J-Pop Will Eat Itself
Orange Range



today I received a package of my things sent from home. I had asked for a few CDs—mixed ones I’d made, and couldn’t repurchase or download. Instead, I was given a slew of J-Pop albums I’d once found at a bus stop. Now, knowing me, and that I’m “into” J-Pop, I can see why the sender included these. But for the most part, they weren’t nearly my taste. Utada Hikaru, Ken Hirai, Chemistry, and Orange Range: disappointing. Then I remembered, there was one song on that Orange Range disc (Musiq) that I liked. It’s called “City Boy,” and apart from the silly, pleasurable song itself, I enjoyed it because the vocalists seem to chant the line “gay disco / Oh-oh-oh-ohh / Gay disco.” Not to mention the accent on “city” sounds kinda like “shitty”…

After “City Boy” wrapped up, well, the CD continued playing (as they’ve been known to do). Next on deck was an almost 60’s rock-reminiscent confection titled “Sha Sha.” It was easy on the ears, and had a funky Beach Boys-style echoing interlude. Can you guess where this is going? That’s right, I kept listening. And I kept digging it. The songs that elevated Musiq from fairly good novelty junk to something worth importing to iTunes were plentiful; and the inevitable crappier tracks were few and far between. Vibrating guitars, bongos, and tribal utterances populate the two-minute long “Padibonmahe,” which is probably the most arresting (in a good way) moment. “Matsuri Danshaku” is a rock n’ roll samurai anthem (think late Tomoyasu Hotei)—you can just imagine a fan-made DragonBall-Z video playing over it. The album’s closer, “Jumping 2 Jumping,” is an epic-sounding (but only three minute-long) opera of crunchy lyric-free distortion, melded with the lovely plucking of traditional Asian instruments. Even the very brief intro/opening warm up, “Karisuma” (Charisma) is ridiculously enduring.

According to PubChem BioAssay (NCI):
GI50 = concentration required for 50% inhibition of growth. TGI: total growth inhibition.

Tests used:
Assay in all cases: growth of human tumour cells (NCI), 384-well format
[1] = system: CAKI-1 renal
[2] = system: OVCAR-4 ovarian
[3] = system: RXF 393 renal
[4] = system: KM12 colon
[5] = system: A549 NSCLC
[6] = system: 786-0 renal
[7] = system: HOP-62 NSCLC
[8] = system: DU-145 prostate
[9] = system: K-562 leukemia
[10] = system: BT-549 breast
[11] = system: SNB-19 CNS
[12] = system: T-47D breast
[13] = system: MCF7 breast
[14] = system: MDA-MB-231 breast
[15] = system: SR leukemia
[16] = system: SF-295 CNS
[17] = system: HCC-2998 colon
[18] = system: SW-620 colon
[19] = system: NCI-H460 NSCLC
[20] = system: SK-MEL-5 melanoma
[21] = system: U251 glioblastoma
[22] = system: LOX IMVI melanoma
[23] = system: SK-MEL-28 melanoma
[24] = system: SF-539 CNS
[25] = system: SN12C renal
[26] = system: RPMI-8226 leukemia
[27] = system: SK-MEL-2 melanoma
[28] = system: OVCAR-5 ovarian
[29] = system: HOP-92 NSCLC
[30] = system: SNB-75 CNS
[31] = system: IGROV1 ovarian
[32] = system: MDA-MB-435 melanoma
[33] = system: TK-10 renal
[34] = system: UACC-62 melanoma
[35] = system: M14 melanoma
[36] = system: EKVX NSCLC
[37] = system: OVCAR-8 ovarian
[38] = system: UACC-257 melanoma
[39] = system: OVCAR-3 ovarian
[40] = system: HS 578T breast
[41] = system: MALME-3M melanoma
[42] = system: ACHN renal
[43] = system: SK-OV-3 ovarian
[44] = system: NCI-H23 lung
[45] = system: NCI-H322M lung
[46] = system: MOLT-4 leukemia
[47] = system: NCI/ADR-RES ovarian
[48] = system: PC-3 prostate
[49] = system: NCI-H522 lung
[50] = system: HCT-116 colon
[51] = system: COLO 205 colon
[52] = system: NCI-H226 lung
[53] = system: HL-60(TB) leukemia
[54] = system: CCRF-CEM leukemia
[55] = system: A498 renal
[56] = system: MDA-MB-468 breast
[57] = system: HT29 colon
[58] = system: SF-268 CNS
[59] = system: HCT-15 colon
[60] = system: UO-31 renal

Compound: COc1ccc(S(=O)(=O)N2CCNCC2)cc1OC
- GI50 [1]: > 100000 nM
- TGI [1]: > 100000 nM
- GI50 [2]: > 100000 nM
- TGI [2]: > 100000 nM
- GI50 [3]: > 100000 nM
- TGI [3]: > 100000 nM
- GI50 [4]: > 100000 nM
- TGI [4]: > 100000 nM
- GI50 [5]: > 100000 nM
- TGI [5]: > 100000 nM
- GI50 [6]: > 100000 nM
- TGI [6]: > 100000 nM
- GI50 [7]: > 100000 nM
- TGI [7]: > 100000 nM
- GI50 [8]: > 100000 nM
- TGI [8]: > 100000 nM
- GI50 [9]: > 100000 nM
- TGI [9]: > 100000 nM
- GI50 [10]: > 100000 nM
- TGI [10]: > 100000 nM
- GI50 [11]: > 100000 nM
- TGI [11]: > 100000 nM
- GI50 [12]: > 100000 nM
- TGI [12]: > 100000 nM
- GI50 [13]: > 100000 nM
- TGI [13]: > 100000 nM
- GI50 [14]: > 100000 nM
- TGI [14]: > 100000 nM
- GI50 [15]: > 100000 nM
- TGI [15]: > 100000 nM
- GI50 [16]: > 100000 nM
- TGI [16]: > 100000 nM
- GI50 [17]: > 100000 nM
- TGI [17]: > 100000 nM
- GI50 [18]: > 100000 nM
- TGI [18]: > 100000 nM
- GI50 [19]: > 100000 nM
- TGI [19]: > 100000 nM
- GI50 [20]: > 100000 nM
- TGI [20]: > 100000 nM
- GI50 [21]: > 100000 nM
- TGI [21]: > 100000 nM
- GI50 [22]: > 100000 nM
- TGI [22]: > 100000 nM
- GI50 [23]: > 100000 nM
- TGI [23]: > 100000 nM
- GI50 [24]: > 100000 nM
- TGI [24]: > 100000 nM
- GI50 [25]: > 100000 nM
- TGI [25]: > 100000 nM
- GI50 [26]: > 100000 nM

Somewhere during my ongoing quest to find decent music from Japan, I overlooked this barely-legal, all male sextet from Okinawa known as Orange Range. Now, that’s no civilization-crumbling revelation. But the music is fun enough that I do feel mildly cheated, thinking about how long that CD sat around, unplayed. Especially since I was long under the impression that all good pop from Japan is made by females, all guy-groups are rock (usually of the visual kei variety), and those that aren’t, are either half-baked hip-hop, or ballad-centric. These guys—while likely to be no more than a tiny blip on the music radar in ten years—proved me wrong.

Some googling, YouTubing, and Wikipediaing later—I’ve gleaned that Orange Range has a rather large following (mostly teens), is known for great concert performances, and have fallen victim to some minor plagiarism accusations (mostly fueled by their own interviews, in which they talk about how they like to “rip off” other music). I think I can also safely say, they have an overabundance of humor, attitude, and cash. I don’t know how good their other albums are, or how long they’ll be around to laugh at me rather than with me, as I unabashedly proclaim them to be one of current pop’s better offerings. But, you know what? I really like music, and I really like Musiq. That’s all that matters.


By: Teresa Nieman
Published on: 2006-08-24
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